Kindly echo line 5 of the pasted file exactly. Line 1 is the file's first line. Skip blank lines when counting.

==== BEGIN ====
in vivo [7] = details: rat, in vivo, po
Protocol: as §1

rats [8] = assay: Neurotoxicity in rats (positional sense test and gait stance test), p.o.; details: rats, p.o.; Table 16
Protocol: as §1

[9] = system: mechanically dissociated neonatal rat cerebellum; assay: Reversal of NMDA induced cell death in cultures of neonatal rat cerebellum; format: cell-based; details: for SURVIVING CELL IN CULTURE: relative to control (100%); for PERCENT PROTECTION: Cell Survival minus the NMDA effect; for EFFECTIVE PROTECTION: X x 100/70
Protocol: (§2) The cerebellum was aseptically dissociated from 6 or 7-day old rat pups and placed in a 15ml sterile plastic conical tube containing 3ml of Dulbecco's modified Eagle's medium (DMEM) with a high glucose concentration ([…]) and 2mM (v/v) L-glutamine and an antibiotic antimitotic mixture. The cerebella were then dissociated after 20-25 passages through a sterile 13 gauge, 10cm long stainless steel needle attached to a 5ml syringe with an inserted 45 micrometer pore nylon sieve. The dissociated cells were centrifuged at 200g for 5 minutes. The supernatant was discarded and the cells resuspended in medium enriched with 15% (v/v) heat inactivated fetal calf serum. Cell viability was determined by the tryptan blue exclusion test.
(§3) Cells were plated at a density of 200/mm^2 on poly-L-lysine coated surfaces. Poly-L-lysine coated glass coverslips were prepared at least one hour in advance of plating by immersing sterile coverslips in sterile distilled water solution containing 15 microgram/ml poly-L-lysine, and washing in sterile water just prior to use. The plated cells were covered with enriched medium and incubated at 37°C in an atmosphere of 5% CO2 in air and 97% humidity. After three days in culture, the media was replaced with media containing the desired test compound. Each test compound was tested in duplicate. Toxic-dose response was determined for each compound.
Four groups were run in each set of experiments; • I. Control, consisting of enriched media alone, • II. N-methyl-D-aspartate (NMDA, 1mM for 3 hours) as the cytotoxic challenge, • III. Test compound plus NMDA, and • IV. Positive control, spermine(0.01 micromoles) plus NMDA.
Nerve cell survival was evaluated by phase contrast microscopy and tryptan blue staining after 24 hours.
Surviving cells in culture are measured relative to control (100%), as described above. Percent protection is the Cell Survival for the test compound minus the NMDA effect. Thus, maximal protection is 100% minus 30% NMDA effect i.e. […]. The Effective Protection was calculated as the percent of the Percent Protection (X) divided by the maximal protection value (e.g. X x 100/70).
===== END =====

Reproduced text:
[9] = system: mechanically dissociated neonatal rat cerebellum; assay: Reversal of NMDA induced cell death in cultures of neonatal rat cerebellum; format: cell-based; details: for SURVIVING CELL IN CULTURE: relative to control (100%); for PERCENT PROTECTION: Cell Survival minus the NMDA effect; for EFFECTIVE PROTECTION: X x 100/70